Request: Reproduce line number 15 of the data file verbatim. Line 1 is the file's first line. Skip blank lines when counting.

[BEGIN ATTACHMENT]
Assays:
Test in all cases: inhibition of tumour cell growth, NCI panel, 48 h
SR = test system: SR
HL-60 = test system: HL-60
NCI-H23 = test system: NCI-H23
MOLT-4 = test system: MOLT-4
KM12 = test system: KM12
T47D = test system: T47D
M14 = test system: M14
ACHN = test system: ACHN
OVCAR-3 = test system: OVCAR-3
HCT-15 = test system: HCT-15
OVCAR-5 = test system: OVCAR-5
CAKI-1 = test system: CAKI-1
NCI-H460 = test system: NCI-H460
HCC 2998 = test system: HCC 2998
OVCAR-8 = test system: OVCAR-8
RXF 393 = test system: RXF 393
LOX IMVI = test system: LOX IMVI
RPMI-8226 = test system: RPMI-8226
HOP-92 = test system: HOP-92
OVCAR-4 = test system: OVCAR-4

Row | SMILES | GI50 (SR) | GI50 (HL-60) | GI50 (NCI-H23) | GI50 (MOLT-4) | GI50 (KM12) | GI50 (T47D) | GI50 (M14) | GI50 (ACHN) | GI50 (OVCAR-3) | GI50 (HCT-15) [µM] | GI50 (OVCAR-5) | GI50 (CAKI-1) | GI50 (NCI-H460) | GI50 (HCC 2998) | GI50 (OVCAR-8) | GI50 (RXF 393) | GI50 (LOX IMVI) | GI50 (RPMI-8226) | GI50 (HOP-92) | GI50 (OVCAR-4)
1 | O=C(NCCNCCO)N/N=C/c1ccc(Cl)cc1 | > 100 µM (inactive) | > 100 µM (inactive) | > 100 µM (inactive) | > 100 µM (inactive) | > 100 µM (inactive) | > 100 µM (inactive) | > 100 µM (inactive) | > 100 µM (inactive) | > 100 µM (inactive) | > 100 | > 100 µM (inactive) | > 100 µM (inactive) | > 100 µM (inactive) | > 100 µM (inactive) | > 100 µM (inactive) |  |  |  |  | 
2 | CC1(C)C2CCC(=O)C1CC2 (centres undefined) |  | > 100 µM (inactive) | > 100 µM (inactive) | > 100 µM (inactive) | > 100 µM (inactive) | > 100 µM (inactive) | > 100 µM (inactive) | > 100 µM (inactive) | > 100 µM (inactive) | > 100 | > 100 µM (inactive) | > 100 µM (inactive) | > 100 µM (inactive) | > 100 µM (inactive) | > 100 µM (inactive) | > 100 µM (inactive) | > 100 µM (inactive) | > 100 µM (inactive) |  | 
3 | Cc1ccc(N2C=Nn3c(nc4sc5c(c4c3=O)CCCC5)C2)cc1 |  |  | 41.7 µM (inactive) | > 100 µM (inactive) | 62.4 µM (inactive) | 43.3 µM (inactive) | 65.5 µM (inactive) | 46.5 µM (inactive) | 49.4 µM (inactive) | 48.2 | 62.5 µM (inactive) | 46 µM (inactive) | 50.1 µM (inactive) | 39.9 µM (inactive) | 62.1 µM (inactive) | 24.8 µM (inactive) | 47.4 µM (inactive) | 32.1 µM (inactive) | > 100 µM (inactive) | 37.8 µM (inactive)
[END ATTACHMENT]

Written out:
NCI-H460 = test system: NCI-H460